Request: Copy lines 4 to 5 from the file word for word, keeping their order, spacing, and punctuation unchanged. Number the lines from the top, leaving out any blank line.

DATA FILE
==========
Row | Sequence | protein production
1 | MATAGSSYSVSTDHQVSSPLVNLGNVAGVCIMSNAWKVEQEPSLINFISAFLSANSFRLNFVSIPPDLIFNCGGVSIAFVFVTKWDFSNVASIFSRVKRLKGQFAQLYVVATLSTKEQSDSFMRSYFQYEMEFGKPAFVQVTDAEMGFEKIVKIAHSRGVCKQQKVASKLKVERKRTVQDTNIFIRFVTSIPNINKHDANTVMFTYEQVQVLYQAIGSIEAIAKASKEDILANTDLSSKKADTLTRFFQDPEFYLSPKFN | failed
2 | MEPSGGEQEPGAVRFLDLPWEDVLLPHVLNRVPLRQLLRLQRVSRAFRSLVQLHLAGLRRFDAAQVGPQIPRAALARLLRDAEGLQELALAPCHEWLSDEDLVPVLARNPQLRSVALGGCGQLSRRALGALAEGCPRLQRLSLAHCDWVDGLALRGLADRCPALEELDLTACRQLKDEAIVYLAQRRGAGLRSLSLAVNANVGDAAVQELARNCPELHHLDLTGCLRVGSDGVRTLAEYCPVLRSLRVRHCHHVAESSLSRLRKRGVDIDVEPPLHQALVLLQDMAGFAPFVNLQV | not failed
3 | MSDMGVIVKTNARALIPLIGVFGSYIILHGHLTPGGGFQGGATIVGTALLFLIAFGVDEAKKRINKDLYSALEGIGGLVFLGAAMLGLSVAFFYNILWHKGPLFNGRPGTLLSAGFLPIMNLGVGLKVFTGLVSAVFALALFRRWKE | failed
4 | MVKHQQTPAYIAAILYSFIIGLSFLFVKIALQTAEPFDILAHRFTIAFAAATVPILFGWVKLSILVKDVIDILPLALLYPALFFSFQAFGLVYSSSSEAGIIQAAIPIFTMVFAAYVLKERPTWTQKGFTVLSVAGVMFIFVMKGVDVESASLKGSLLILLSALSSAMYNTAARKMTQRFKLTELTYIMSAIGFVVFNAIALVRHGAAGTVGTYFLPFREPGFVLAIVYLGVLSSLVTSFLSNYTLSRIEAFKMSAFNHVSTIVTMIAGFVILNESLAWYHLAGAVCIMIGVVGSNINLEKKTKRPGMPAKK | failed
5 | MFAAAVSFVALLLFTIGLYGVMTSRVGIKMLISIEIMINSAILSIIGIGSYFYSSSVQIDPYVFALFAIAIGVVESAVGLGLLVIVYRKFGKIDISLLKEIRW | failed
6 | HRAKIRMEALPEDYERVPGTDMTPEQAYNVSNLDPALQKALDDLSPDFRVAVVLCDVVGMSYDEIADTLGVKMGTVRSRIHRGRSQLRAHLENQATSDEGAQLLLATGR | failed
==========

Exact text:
3 | MSDMGVIVKTNARALIPLIGVFGSYIILHGHLTPGGGFQGGATIVGTALLFLIAFGVDEAKKRINKDLYSALEGIGGLVFLGAAMLGLSVAFFYNILWHKGPLFNGRPGTLLSAGFLPIMNLGVGLKVFTGLVSAVFALALFRRWKE | failed
4 | MVKHQQTPAYIAAILYSFIIGLSFLFVKIALQTAEPFDILAHRFTIAFAAATVPILFGWVKLSILVKDVIDILPLALLYPALFFSFQAFGLVYSSSSEAGIIQAAIPIFTMVFAAYVLKERPTWTQKGFTVLSVAGVMFIFVMKGVDVESASLKGSLLILLSALSSAMYNTAARKMTQRFKLTELTYIMSAIGFVVFNAIALVRHGAAGTVGTYFLPFREPGFVLAIVYLGVLSSLVTSFLSNYTLSRIEAFKMSAFNHVSTIVTMIAGFVILNESLAWYHLAGAVCIMIGVVGSNINLEKKTKRPGMPAKK | failed